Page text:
Semi-retired butcher Perry and son, Bryce, embarked on the Kokoda Track in to pay respects to family members who served in WWII and share a sense of the Australian wartime history.  They did that, but it turns out a personal discovery while on the trek had much greater long term impact.

Before Kokoda, the biggest shared travel adventure Perry and son Bryce had embarked upon was a well-planned fishing trip.

“When Dad expressed an interest in trekking Kokoda 18 months ago, we both knew it was a bit of a case of now or never,” said Bryce.  “It’s not every day you get to do this type of trek with your Dad.  And as he kept pointing out he’s not getting any younger.

“Once we booked the trip it was very exciting, but I was anxious on two counts,” said Bryce.  “I wondered whether we had done enough training to take on the Kokoda Track, but I also worried for Dad who had almost broken his ribs just a month before we flew out,” added Bryce.

Busted ribs or not, Perry was determined to go and set about consuming as much history about the Kokoda Track as he could.  “Dad would call me almost every second day about things he was reading or new information he was discovering about Kokoda and the trek”, said Bryce.

While many Australians with family connections to the wartime campaigns in Papua New Guinea prepare with much the same gusto, it was not until they hit the Track that something remarkable happened – something that neither Bryce nor Perry could have predicted.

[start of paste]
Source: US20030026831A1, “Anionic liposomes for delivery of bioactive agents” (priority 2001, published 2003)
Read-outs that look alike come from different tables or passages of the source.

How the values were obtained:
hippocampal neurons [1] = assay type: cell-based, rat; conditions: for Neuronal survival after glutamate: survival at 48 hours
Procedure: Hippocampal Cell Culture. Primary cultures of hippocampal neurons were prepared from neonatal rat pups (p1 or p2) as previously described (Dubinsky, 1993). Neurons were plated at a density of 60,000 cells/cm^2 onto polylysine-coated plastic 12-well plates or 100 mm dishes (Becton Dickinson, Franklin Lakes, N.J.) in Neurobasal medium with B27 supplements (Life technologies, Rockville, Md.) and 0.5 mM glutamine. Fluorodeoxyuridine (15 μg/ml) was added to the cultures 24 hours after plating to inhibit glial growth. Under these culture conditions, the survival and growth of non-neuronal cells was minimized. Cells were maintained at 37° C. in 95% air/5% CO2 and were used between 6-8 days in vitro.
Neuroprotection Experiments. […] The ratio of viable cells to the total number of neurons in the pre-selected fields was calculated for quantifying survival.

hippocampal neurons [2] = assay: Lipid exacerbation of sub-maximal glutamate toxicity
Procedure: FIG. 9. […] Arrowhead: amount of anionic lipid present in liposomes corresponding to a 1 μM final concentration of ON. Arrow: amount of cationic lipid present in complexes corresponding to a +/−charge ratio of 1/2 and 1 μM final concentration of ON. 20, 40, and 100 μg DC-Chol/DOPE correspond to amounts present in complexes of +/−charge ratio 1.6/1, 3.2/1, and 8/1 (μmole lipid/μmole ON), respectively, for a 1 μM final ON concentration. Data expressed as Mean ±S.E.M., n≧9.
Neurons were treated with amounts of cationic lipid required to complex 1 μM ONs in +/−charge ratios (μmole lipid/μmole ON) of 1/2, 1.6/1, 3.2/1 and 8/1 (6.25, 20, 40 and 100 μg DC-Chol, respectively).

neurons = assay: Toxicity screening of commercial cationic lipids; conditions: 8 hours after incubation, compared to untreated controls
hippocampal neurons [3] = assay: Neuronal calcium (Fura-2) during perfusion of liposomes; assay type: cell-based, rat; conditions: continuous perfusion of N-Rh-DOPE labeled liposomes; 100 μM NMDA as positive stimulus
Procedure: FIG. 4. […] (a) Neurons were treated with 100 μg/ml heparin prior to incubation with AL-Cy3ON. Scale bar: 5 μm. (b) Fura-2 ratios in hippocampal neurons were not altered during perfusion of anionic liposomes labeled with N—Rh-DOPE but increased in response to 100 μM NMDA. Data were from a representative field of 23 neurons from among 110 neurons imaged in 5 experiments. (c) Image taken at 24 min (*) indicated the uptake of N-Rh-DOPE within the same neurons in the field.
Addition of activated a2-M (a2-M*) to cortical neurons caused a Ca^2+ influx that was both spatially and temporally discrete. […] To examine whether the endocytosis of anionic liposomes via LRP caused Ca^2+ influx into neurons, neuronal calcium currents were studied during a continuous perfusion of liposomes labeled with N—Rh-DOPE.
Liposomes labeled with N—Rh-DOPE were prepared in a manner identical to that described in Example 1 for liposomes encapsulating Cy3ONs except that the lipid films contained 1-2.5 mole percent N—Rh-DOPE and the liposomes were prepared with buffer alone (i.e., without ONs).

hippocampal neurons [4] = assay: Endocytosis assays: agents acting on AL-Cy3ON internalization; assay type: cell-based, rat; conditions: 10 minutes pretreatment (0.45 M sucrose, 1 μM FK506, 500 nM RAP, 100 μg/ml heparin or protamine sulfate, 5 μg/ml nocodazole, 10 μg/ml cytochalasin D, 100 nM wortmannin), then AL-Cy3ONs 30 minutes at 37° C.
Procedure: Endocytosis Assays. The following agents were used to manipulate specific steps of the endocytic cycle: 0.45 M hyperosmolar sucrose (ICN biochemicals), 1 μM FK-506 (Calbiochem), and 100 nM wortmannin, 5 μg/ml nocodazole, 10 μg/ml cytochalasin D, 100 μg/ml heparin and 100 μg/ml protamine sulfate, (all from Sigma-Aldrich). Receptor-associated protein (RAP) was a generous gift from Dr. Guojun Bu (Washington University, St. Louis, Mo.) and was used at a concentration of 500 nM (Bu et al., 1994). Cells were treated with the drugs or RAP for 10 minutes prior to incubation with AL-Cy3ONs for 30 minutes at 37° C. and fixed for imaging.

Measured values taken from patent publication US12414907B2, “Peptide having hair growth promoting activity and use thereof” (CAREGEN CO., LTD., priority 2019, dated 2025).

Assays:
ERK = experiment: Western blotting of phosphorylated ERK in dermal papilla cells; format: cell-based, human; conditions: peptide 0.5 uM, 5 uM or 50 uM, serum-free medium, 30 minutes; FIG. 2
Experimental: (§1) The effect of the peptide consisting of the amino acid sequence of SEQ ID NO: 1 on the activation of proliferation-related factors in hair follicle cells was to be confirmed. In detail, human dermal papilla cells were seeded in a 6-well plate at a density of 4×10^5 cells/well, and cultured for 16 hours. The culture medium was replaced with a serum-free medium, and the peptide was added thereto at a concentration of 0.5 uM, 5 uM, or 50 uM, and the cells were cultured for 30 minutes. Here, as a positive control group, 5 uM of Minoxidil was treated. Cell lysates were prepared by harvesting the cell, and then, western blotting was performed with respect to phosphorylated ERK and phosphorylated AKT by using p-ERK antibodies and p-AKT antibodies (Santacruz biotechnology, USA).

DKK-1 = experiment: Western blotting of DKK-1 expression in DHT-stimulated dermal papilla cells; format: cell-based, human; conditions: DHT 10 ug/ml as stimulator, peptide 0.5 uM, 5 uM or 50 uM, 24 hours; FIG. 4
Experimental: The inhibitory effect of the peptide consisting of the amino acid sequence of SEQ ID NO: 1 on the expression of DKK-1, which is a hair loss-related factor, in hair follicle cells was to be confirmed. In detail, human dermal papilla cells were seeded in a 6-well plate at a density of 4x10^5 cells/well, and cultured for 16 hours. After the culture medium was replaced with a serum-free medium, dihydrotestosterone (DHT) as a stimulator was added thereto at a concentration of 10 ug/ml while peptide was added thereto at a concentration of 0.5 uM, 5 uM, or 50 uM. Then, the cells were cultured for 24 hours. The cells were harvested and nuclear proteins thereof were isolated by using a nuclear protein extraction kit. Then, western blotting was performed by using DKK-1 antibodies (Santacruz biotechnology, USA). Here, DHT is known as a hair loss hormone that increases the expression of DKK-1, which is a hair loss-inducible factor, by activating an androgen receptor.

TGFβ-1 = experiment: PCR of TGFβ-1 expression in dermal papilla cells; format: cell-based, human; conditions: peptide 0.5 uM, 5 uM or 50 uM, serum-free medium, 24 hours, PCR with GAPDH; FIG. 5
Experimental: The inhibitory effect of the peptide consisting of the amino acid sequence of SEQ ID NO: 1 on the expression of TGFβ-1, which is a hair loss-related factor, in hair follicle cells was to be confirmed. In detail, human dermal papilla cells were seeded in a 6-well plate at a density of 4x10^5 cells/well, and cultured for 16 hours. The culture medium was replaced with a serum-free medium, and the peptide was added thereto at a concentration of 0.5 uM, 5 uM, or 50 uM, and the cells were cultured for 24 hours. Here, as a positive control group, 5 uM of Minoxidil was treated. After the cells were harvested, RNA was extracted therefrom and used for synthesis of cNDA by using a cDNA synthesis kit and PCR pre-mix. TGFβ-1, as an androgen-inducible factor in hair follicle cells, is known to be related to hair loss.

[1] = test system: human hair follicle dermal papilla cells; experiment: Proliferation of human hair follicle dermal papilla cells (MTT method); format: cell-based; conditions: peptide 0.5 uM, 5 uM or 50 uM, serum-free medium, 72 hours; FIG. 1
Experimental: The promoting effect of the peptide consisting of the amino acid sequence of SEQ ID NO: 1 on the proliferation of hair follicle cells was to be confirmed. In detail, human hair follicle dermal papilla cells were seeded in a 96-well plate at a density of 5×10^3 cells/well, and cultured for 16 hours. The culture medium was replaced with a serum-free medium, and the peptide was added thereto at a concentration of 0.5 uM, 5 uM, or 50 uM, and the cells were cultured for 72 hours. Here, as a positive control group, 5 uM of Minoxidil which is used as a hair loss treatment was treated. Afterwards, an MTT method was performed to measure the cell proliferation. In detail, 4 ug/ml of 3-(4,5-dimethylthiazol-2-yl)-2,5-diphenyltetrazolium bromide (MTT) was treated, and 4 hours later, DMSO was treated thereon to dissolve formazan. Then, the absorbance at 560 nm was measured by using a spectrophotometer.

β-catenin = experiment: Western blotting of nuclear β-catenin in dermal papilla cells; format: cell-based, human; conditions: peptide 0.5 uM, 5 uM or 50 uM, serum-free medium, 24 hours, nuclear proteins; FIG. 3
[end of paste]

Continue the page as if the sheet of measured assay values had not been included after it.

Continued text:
“Within two days of the trek, I saw something in my father I had never seen before – and I would say I have a pretty close connection with my Dad, so this surprised me even more.

“I always thought of Dad as not a particularly outgoing person, but suddenly I was amazed as Dad threw himself into the dynamic of the group.  He made genuine connections with people, developed amazing interpersonal skills and pushed himself well outside his comfort zone”, said Bryce.

“I was surprised, and so proud. I thought to myself – who IS this man?”

The metamorphosis was not lost on Perry.  “I am usually pretty stand-offish – sure I’d mix with people and listen in on a group conversation happening, but I wouldn’t normally initiate anything,” said Perry.

“Suddenly I became very confident talking to people.  It was almost as if I was thinking, ‘If I can do this (the trek) then I can do anything,” added Perry.

“Prior to the trek, I had a mindset that it was going to be my job to get Dad to the end,” said Bryce. “But suddenly I realised this wasn’t a concern.  I had never seen Dad so relaxed and confident before.  Even after the trek we were in a bar in Port Moresby and suddenly  I heard my Dad striking up a conversation with (footballer) Petro Civoniceva, who also happened to be in PNG.  I had never seen this side to him before!” added Bryce.

This new found confidence hasn’t stopped upon Perry’s return to Australia.

“For me the experience was just awesome – I couldn’t shut up for two days when I got back!” said Perry who is already coordinating and coercing other family members to go with him on a some noted European and Australian walks.

“It’s been a personal experience Bryce would be happy to duplicate.  “The trek was awesome, but the most amazing thing of all was that I came back with a whole different Dad!”